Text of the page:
• If a call is made out of SAP in immediate mode, an attempt is made to send this to the external application at the time the IDOC is created using a dialog process. However, if the external application is busy, the call is placed in the tRFC queue and may be handled by background processes or by user configured batch jobs. For example, calls defined to be immediate may not actually be performed immediately. This is an important design consideration.
      • If a call is made out of SAP in batch mode, a batch job needs to be scheduled to flush the IDOCs from SAP to the external application.
    • ALE calls into SAP can use immediate or batch mode.
      • If a call is made into SAP in immediate mode, SAP adds the IDOC to the IDOC queue and application level functionality is immediately invoked to process the IDOC into SAP. This processing is often slow and can affect SAP's performance.
      • If a call is made into SAP in batch mode, the IDOC is added to the IDOC queue and application level functionality needs to be triggered with the scheduling of a background job.
  • ALE works through the tRFC layer of SAP.
    • Before sending IDOCs from SAP, SAP bundles IDOCs together into a "transaction." The number of IDOCs in each transaction depends upon the packet size set in the Partner Profile.
      • Each transaction is passed to the external application as a single packet.
      • Transactions which error in transmission are kept in the tRFC layer and can be viewed with SAP transaction SM58.
      • SAP provides utilities for viewing and resending these transactions. This mechanism prevents data loss between SAP and the external application.
    • When an external application sends IDOCs into SAP, they are also sent as a transaction. If the send of this data fails, it is the external application's responsibility to resend the data as the same transaction to make sure that the data reaches SAP and is not processed twice. After SAP receives the IDOCs, they are visible in the IDOC layer.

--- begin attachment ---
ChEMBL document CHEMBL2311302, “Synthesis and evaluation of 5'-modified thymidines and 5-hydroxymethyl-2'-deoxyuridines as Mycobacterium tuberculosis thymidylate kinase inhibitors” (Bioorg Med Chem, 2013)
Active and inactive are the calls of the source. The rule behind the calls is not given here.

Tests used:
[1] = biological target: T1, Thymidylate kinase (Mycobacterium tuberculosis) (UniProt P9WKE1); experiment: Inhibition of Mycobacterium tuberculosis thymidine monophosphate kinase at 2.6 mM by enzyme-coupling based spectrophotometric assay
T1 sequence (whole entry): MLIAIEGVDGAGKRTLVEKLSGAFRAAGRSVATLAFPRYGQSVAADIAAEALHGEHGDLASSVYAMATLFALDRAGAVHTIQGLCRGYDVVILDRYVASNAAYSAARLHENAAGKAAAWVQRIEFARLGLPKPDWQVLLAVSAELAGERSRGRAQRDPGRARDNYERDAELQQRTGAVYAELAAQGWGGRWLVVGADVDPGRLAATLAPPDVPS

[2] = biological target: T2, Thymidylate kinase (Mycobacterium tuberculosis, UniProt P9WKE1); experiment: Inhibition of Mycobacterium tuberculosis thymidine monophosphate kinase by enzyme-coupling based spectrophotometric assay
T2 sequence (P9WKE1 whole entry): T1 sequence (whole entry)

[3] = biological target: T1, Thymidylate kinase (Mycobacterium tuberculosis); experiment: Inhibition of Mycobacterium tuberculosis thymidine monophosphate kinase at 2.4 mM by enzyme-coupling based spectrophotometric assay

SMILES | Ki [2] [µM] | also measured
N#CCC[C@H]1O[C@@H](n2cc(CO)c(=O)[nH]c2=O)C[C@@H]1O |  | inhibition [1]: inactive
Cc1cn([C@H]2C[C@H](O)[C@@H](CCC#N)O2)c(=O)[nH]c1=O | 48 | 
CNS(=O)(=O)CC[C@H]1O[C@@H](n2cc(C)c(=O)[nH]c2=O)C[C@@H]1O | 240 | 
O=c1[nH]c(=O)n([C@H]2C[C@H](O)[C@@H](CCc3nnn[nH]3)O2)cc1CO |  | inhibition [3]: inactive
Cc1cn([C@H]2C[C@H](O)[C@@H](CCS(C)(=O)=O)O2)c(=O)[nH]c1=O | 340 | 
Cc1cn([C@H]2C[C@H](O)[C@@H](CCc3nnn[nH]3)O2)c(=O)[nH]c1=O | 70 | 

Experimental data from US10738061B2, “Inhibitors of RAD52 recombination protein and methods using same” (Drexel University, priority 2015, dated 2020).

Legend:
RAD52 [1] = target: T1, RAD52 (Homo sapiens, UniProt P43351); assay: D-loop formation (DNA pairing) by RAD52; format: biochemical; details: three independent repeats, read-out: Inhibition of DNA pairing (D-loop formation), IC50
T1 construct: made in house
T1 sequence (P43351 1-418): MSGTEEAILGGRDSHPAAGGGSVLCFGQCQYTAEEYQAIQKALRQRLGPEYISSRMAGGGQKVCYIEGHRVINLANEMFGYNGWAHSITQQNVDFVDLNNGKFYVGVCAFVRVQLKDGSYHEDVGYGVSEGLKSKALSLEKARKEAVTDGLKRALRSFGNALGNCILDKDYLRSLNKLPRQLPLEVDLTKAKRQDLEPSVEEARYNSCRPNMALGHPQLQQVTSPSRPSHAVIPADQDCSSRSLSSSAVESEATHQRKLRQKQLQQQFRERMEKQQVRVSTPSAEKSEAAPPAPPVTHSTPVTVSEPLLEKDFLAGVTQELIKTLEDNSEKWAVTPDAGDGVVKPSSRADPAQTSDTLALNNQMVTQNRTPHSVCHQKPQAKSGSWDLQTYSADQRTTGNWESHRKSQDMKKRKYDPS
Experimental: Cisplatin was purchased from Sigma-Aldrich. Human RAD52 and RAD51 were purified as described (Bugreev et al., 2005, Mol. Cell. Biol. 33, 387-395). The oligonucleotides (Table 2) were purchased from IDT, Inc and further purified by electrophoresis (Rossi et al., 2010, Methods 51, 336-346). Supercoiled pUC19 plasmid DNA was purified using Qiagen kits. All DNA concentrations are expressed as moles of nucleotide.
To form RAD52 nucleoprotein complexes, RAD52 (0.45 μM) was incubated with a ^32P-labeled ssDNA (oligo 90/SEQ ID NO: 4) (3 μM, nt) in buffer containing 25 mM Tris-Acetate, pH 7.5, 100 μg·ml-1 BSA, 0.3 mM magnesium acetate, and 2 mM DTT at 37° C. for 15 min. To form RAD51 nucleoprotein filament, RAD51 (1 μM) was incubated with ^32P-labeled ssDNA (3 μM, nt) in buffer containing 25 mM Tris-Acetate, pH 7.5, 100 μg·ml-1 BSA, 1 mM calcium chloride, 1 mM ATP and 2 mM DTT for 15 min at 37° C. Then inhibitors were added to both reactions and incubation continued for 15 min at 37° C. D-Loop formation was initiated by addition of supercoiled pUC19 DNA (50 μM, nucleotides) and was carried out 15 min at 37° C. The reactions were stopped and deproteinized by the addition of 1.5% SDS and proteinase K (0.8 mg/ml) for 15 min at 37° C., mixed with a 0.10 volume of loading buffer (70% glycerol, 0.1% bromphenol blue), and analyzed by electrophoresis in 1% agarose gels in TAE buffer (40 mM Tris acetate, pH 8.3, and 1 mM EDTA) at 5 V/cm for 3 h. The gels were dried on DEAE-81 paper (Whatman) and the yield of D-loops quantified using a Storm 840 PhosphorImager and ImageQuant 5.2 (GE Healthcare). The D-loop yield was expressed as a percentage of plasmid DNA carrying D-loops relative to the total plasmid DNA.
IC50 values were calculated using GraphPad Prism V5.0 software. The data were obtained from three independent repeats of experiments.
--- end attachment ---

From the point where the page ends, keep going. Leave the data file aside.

• Because ALE works through RFC, one transaction packet is passed within a single RFC call. For this reason keep the packet size relatively small as the tables passed through the RFC call are passed as a single block of memory. This is an inherent limitation of SAP's RFC interface. A packet size of 2-3 megabytes works well. Each data record in an IDOC is a little over 1 kilobyte. For example, if you are sending IDOCs with an average of 10 data records in each IDOC, you can send 200-300 IDOCs per packet.
  • SAP has provided many standard IDOCs. These can be extended in SAP using the IDOC Editor (WE30). Modification can be made to SAP's standard programs through user exits to populate IDOC information or modify the processing of the IDOC. You can also create your own custom IDOCs.
Finding the Right IDOC

SAP has developed many Standard IDOCs. In addition you can develop your own custom IDOCs. Here are some ways you can view information on IDOCs and ALE:

  • IDOC Type structure and documentation can be viewed through SAP transaction WE60.
  • Development of IDOCs is performed through SAP transaction WE30 and associated transactions under WEDI.
  • ALE configuration is centralized under transaction SALE.
  • ALE monitoring and processing can be found under transaction BALE.
  • SAP's web site provides information through the SAP Interface Repository